There’s a glorious race car feel inside the R8 with the driver surrounded by a ‘monoposto’ – a single arc from the centre console, sweeping through the steering wheel/instruments to the door – to provide a cockpit with everything at your fingertips. The beautifully finished centre console is again race car like – quite high so the gear lever falls perfectly to hand.
You grab the usual Audi RS steering wheel which is thick, leather-wrapped and flat-bottomed and the instruments are superbly sporty with a digital speedometer. Trim highlights are mostly aluminium.
Luggage space is surprisingly abundant with 90-litres of capacity available behind the seats, ahead of the engine and another 100-litres available under the front hood. Audi says the R8 can accommodate two golf bags but on this day of driving golf wasn’t on our minds to be honest!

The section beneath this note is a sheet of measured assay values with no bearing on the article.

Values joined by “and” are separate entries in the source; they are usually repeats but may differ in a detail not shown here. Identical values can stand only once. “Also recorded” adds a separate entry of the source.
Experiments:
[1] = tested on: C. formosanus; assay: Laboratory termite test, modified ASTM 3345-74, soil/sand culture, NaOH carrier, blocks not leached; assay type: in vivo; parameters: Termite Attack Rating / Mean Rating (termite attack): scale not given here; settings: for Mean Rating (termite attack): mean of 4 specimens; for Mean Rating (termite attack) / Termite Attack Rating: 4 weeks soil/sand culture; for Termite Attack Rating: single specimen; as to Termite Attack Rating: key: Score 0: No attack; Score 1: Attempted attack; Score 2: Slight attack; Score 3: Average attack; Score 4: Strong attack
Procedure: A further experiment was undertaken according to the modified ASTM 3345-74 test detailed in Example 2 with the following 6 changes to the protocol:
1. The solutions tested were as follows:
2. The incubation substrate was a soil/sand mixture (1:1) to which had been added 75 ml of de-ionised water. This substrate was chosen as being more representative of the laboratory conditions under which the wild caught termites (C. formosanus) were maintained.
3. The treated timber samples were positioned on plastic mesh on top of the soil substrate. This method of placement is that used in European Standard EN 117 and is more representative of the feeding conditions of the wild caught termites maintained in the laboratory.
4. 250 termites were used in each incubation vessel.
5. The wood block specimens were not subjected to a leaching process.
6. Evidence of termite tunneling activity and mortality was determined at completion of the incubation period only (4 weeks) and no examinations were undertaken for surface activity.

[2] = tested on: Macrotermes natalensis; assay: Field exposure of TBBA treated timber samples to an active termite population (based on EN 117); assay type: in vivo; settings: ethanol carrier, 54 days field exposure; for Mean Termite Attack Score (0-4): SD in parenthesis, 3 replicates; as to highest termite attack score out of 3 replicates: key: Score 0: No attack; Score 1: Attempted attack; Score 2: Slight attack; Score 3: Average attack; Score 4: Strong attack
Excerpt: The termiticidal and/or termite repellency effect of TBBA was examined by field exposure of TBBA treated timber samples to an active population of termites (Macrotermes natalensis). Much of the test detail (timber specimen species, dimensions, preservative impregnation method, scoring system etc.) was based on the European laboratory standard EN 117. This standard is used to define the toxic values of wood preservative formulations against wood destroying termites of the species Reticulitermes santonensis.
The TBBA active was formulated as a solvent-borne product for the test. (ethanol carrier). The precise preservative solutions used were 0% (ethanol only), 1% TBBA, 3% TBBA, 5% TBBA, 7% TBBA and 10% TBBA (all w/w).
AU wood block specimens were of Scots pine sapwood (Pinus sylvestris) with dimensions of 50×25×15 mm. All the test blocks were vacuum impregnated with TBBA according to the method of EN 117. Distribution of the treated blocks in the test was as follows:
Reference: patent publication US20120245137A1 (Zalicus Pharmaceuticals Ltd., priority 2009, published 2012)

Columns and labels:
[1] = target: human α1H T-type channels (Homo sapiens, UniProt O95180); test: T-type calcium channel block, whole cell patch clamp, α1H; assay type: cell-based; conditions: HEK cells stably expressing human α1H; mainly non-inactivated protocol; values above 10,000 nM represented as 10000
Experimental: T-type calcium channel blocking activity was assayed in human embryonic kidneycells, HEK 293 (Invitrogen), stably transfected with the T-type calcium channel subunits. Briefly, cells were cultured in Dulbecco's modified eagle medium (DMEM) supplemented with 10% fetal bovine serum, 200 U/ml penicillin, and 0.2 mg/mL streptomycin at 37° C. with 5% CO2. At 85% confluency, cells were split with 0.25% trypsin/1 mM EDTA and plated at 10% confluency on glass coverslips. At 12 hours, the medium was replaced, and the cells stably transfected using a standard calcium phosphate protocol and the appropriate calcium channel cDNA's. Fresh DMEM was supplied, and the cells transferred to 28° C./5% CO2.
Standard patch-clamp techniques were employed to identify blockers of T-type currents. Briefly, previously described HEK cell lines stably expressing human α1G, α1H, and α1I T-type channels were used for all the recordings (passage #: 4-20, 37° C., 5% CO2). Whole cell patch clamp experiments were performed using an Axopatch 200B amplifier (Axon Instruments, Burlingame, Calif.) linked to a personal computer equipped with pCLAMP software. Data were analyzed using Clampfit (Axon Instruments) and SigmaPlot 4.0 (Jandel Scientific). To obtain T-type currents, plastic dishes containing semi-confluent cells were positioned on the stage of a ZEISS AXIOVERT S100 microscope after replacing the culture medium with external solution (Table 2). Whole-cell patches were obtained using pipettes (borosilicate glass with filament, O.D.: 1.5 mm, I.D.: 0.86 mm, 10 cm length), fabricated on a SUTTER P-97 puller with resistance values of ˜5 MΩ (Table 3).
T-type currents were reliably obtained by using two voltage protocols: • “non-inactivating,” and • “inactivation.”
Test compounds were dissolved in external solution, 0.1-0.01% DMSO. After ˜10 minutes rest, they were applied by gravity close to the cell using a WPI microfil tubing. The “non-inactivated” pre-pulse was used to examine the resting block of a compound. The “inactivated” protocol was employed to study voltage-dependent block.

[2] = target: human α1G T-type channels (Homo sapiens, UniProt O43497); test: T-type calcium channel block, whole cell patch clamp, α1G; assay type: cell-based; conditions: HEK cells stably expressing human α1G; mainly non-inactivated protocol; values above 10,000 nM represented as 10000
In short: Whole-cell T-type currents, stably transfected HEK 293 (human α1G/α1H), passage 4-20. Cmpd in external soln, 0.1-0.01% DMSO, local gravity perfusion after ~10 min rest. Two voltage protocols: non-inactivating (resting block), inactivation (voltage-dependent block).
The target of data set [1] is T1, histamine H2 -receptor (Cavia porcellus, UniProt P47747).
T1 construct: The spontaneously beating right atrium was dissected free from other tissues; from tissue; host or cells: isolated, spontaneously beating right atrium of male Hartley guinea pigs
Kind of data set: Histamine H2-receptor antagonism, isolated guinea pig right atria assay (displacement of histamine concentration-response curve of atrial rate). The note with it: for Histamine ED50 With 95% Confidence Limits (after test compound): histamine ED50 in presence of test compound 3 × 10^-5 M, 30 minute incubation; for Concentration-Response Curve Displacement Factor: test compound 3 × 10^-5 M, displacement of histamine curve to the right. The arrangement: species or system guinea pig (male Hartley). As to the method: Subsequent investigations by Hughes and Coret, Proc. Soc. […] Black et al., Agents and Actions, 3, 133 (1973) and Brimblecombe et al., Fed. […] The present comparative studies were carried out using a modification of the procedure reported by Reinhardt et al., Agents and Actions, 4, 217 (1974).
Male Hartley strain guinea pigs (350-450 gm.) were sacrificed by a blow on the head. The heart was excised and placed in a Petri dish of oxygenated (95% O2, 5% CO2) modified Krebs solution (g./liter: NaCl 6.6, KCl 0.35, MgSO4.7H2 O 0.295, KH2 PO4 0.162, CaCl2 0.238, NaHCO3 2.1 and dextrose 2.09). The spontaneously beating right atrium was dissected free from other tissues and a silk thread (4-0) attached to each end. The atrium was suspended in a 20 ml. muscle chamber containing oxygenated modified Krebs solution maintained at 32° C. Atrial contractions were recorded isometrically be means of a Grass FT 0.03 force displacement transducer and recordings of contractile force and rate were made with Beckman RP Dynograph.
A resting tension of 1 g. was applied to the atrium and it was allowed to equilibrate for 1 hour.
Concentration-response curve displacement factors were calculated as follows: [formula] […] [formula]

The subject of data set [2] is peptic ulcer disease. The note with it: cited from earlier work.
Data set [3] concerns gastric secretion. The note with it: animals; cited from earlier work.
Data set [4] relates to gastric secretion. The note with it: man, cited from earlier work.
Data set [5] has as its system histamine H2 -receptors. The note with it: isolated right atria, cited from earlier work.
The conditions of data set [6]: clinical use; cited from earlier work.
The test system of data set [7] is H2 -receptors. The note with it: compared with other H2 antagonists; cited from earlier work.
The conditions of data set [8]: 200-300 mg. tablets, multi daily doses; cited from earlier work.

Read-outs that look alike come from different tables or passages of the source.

Oh and there’s Audi’s Navigation Plus and Music Interface. We didn’t even turn-on the audio system – the high-revving V8 at work was our preferred sound-track.
Audi R8 Coupe V8 Exterior & Styling
Styling of the Audi R8 was largely the work of Audi’s sports car racing team and has always been highlighted by the twin ‘sideblade’ intakes just behind the doors which direct air to the mid-mounted engine. That mid-engine layout dictates a cab-forward look which is very elegantly executed and the proportions are perfect – no wonder the design won a “World Car Design” award.
You struggle to find any flat surfaces on the body of the aerodynamically-efficient (drag Cd 0.36) Audi R8 – everything is sculptured and curved and the roof flows beautifully into the rear glass and engine cover.